C&CC: What are some of the primary advances that are helping USMC HQ HS address the needs of Marine Corps patients at home and in facilities worldwide?
RDML Pecha: Our biggest initiative from the individual warfighter’s perspective is the rollout of Marine-Centered Medical Home (MCMH). This is a joint BUMED/USMC effort to improve the delivery of care to the operational forces in garrison and was launched in January 2013 in a pilot program. Following a patient-centered concept, the program has already demonstrably improved access to and quality of care delivered by the organic Health Service Support assets of the USMC. For example, the 5th Marine Regiment was able to decrease the number of Marines on [limited duty] by 70 percent through the improved coordination provided by their robust medical home capabilities.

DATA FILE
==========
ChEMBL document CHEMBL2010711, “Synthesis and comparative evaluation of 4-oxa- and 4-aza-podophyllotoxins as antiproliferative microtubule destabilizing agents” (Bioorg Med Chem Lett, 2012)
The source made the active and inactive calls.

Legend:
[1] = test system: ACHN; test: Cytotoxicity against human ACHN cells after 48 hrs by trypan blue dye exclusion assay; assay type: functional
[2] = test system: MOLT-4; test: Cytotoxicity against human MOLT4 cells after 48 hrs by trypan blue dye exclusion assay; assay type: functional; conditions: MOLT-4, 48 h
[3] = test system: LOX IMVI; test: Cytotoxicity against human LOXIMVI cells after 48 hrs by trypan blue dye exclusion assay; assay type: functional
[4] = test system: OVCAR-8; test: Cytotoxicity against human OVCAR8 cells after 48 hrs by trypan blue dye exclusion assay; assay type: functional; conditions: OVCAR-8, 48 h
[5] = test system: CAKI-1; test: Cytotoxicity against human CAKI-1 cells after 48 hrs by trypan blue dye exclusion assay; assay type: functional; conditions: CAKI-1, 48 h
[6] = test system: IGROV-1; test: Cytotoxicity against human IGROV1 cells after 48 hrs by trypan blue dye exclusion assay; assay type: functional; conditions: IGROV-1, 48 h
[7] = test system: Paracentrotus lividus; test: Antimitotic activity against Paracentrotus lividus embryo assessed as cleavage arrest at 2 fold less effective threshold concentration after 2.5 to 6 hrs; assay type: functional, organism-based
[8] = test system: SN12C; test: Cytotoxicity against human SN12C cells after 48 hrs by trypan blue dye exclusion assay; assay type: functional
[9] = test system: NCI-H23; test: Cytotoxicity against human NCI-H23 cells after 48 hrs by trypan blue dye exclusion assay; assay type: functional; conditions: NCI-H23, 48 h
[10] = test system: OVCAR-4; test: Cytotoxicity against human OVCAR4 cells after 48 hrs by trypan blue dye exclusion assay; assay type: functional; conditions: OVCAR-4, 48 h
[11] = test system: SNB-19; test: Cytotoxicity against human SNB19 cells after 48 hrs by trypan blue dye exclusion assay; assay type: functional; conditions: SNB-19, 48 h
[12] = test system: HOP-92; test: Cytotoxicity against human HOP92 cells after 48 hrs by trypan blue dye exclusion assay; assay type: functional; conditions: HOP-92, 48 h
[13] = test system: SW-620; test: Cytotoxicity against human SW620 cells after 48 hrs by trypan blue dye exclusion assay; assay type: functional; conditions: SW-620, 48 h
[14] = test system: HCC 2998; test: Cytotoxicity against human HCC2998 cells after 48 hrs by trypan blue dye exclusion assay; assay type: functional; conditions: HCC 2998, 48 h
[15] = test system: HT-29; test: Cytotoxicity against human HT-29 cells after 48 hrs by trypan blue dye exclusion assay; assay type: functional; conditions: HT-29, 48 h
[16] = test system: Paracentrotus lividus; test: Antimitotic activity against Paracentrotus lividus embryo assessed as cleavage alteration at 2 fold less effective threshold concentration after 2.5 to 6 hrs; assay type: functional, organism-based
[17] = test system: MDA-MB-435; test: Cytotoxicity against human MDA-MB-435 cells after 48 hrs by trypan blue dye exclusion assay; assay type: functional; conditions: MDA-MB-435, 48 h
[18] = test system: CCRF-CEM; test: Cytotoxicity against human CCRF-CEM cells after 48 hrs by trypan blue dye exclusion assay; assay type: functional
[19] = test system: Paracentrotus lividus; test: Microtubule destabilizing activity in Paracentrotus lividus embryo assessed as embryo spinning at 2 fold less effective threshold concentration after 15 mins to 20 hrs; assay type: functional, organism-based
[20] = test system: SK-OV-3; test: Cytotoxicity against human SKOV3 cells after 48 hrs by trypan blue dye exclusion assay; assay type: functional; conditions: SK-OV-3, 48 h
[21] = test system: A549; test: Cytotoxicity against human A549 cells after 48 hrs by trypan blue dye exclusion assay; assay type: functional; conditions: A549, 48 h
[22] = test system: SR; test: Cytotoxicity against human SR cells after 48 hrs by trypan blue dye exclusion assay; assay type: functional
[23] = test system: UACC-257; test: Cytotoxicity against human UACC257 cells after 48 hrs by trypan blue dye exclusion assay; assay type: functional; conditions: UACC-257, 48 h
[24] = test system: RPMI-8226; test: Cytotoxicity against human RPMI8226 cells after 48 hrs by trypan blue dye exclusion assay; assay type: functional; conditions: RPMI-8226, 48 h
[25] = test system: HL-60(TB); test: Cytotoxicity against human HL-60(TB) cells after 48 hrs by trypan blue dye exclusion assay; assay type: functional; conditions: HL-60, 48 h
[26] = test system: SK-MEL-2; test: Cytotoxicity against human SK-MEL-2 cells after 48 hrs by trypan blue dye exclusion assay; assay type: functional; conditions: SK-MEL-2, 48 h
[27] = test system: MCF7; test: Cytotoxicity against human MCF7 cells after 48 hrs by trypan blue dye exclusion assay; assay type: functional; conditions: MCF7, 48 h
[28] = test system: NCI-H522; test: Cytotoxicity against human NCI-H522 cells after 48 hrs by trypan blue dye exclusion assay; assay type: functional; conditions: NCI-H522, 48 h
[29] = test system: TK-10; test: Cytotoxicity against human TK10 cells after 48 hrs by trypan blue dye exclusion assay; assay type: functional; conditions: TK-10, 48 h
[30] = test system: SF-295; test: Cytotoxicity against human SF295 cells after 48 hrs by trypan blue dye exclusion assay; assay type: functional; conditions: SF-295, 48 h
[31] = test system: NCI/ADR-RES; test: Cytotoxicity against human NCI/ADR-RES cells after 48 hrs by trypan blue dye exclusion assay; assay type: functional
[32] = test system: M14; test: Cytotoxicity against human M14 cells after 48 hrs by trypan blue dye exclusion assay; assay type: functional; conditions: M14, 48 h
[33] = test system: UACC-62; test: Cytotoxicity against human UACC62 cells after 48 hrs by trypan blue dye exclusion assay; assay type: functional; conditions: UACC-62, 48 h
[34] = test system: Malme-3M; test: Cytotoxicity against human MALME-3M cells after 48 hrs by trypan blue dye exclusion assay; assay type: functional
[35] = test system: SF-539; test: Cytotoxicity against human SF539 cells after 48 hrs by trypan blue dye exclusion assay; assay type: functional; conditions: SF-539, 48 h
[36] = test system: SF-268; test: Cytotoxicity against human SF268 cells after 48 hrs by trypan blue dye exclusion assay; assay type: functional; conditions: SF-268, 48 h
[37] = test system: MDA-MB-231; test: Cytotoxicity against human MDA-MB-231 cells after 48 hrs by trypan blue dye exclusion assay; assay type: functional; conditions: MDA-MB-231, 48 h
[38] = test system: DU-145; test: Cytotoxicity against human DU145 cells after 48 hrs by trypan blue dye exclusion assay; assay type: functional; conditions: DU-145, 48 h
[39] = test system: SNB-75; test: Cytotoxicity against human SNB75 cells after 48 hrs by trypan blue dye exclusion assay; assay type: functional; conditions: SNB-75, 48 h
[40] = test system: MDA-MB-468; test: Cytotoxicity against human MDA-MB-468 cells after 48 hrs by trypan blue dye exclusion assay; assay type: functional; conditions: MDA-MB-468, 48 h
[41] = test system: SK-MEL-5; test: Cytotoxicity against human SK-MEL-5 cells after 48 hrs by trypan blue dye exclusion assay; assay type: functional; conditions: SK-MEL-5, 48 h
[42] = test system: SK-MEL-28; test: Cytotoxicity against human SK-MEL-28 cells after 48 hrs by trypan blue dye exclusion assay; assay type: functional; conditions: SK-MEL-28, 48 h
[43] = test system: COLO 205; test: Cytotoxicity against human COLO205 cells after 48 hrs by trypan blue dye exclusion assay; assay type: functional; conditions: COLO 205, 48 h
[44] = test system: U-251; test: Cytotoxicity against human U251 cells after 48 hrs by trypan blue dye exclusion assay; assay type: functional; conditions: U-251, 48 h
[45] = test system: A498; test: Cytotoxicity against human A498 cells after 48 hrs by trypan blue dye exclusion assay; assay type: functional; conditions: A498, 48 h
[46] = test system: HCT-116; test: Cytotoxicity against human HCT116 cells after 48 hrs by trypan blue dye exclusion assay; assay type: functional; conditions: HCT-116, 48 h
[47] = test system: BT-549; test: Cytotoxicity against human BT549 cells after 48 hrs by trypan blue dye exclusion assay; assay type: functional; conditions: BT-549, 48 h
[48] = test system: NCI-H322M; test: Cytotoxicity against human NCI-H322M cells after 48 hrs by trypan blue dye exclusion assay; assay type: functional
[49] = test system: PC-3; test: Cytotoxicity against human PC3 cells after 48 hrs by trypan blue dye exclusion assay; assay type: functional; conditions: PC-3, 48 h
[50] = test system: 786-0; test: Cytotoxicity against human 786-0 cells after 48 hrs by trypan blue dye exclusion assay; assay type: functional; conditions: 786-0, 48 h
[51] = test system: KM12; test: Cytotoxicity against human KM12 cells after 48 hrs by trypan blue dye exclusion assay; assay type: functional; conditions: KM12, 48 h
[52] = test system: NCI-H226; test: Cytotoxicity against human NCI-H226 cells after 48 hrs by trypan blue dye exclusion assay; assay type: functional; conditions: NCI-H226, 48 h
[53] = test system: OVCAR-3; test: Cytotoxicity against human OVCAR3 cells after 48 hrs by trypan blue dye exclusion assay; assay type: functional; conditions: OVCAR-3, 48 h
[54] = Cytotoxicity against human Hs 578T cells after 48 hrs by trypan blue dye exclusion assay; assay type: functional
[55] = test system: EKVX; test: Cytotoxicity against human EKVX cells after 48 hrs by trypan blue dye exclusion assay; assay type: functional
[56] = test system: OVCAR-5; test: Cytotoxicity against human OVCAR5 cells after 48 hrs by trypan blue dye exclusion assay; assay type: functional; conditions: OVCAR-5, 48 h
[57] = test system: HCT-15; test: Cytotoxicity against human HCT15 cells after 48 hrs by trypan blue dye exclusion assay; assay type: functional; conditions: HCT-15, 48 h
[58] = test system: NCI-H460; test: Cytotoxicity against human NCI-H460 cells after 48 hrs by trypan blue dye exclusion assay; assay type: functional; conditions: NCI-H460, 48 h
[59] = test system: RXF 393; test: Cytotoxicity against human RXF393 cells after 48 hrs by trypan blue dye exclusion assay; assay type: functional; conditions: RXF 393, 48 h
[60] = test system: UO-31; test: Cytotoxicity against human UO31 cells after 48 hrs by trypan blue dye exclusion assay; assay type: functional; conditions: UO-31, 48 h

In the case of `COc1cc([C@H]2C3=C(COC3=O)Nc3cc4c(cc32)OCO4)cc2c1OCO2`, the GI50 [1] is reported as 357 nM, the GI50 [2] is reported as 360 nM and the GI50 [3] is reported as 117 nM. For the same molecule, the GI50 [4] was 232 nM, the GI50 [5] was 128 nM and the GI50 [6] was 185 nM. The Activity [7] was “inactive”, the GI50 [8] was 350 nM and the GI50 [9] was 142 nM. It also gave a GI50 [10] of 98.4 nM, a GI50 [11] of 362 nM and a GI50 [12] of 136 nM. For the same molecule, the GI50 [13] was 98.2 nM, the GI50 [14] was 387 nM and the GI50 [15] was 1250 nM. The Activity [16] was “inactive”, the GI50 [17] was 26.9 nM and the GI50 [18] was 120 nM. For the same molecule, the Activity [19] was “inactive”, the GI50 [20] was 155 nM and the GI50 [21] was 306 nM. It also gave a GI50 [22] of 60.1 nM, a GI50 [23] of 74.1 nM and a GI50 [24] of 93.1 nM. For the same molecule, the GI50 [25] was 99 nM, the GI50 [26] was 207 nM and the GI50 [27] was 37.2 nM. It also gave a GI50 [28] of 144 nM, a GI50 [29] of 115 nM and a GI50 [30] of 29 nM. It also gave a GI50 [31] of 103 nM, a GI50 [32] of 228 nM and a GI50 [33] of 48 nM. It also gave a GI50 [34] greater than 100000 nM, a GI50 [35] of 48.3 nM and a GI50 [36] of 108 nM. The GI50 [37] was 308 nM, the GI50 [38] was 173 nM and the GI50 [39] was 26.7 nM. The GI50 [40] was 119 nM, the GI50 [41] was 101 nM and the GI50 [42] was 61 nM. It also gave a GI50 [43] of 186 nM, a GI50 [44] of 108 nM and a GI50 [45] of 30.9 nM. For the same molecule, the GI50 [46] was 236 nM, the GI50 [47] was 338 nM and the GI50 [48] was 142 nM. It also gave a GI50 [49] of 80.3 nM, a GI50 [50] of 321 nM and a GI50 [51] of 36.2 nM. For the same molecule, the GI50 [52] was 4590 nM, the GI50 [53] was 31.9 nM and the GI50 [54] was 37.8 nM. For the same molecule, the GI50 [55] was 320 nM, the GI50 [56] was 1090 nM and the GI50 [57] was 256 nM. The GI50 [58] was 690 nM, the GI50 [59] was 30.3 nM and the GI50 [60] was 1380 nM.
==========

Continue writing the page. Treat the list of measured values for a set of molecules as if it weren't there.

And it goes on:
The program delivers enhanced staffing, for example adding billets for clinical nurses, clerks, care coordinators, and embedded behavioral health providers. At the same time, we’re improving the environment of care, to get out of the old battalion aid station model and into modern clinical facilities. Marines enrolled in one of our MCMH’s can now access medical care from their aid station 24/7 via phone, secure email messaging, or in person. We’re looking to expand MCMH over the next five years to the entirety of Marine Corps operational forces; this year we’re working to open sixteen more sites.
C&CC: How is USMC HQ HS working to promote partnering with industry in delivering more effective and efficient know-how to the DoD medical community?